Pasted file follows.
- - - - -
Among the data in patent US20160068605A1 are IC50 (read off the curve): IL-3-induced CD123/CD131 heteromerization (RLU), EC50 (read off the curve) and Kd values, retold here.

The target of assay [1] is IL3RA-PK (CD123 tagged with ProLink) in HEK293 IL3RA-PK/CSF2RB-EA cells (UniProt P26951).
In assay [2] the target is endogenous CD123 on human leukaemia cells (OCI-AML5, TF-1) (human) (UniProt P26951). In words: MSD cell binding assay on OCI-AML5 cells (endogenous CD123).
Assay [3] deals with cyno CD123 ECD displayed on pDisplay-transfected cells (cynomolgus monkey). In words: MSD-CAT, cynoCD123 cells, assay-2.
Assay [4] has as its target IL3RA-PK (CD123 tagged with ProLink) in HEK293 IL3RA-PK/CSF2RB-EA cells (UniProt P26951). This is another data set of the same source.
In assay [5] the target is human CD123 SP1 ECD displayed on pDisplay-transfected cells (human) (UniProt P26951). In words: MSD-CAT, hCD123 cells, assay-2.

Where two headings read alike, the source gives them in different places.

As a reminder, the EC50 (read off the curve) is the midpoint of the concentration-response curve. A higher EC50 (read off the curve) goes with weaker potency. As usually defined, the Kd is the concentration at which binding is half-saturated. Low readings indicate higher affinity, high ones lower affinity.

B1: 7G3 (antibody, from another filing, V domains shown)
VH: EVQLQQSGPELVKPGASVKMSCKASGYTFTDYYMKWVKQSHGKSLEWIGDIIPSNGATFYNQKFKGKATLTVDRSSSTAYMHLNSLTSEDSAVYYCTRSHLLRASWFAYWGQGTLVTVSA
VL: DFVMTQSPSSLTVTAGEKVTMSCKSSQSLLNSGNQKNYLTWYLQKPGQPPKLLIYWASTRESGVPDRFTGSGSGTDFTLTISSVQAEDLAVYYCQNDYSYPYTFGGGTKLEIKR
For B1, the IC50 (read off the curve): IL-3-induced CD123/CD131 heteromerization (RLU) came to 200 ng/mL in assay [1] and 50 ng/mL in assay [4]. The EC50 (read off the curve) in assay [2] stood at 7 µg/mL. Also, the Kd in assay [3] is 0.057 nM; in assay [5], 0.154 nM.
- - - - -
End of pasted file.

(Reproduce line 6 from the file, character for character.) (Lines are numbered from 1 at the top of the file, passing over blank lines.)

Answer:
In assay [5] the target is human CD123 SP1 ECD displayed on pDisplay-transfected cells (human) (UniProt P26951). In words: MSD-CAT, hCD123 cells, assay-2.